All weapons -- firearms included -- are breakable. Undoubtedly implemented to evoke a sense of realism and fear, the system instead inspires players to avoid all fights entirely. When fighting is the only option, it generally provokes frustration and, frankly, seeing a crowbar bent out of shape by whacking a fleshy monster is just silly. It's equally silly to watch Murphy -- a man who survived prison, remember -- swing a pickaxe with all the ferocity of a Victorian dandy. With some practice, thankfully, most monsters are easily dispatched or avoided.

Creature design, unfortunately, has taken a step back, offering foes that border on mundane, especially in the world of Silent Hill. Most enemies look decidedly human. There are some grisly details to each design, though their distance from the camera makes them nigh impossible to appreciate.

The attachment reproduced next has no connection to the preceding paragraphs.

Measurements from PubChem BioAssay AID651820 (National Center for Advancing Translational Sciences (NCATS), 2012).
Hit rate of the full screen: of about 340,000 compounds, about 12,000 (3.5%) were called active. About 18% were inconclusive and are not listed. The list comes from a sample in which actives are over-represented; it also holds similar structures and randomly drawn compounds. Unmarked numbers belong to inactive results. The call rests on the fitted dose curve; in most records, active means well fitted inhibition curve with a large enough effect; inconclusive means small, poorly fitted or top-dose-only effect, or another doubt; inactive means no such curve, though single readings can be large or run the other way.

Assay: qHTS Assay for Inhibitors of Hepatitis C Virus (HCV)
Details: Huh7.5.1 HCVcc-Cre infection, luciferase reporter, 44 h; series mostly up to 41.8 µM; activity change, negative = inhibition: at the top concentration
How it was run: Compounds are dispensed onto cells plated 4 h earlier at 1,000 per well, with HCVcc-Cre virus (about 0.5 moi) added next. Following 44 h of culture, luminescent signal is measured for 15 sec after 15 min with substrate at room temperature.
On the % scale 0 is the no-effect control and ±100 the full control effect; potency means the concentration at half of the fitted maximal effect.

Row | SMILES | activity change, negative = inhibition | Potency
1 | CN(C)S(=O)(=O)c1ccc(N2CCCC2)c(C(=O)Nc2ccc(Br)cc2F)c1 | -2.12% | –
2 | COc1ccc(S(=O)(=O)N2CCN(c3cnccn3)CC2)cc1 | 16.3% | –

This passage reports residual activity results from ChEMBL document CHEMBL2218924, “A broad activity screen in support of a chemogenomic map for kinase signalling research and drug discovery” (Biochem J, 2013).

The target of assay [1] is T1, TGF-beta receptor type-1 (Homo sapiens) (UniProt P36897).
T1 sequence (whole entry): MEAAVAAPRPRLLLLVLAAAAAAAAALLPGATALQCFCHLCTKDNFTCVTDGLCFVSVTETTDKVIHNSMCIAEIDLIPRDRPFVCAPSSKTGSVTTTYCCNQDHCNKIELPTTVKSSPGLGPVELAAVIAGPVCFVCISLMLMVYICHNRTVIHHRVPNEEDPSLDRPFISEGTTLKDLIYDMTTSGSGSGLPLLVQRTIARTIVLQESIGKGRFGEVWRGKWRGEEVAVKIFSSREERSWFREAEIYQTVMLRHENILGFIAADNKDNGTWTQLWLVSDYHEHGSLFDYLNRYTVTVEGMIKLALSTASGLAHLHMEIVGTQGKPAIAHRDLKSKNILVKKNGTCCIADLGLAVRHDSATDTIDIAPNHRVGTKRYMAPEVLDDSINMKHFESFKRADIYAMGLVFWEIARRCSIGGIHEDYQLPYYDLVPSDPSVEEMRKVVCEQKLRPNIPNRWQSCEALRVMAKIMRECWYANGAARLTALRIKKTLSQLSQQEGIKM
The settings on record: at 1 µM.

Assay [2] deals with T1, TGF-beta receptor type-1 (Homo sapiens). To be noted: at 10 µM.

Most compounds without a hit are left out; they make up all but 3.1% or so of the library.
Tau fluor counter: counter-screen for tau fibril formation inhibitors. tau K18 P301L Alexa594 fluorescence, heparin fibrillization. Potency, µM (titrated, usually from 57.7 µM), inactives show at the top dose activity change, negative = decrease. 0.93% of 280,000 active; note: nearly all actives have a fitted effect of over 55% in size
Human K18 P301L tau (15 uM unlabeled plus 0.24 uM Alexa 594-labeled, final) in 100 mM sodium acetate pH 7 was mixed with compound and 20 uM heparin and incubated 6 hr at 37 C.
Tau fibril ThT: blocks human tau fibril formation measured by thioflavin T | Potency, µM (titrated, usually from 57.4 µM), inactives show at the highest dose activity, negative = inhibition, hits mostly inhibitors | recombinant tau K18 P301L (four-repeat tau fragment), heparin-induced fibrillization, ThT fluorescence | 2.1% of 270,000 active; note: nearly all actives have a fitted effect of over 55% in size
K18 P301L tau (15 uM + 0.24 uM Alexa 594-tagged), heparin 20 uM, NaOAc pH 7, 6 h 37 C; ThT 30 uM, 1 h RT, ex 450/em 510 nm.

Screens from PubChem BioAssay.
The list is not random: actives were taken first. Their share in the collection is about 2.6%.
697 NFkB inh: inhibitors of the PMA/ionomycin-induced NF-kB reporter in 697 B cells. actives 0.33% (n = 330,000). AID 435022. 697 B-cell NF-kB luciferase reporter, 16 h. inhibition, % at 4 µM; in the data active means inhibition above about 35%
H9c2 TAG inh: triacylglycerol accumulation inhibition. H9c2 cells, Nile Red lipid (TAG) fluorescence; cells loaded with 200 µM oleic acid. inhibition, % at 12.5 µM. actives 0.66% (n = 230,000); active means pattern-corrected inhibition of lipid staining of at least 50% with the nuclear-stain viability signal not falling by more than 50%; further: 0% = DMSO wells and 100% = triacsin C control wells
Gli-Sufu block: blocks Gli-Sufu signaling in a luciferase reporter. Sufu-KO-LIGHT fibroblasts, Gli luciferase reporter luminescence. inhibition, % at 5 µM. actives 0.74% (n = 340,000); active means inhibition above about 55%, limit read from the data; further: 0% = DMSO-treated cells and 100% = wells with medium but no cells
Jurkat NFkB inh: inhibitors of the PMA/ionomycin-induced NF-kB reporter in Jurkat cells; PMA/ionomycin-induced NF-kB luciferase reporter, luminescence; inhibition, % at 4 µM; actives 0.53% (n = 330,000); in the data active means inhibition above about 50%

Composer Daniel Licht does an admirable job creating a new score, though the loss of longtime series composer Akira Yamaoka may be Downpour's biggest detriment. To his credit, Licht doesn't try to emulate the series' signature sound, opting instead for something more haunting and less overt. That said, the raw, emotionally jarring soundtrack of Silent Hills past -- and the very real terror it evoked -- is sorely missed.

Also, while the journey in Downpour is one of the most interesting in the series, some of its most significant beats fall flat. The most interesting character, one who raises important questions about Silent Hill itself, disappears in the middle of the story and is never heard from again. I suppose he might show up again in side quests, but therein lies another problem. While Murphy is free to pursue quests for most of Downpour, once the final act begins, it's impossible to return to town. I was unable to find any "new game plus" option either, meaning the only way to complete all side quests is to do it on a single play-through. Consider this a warning for all the completionists out there.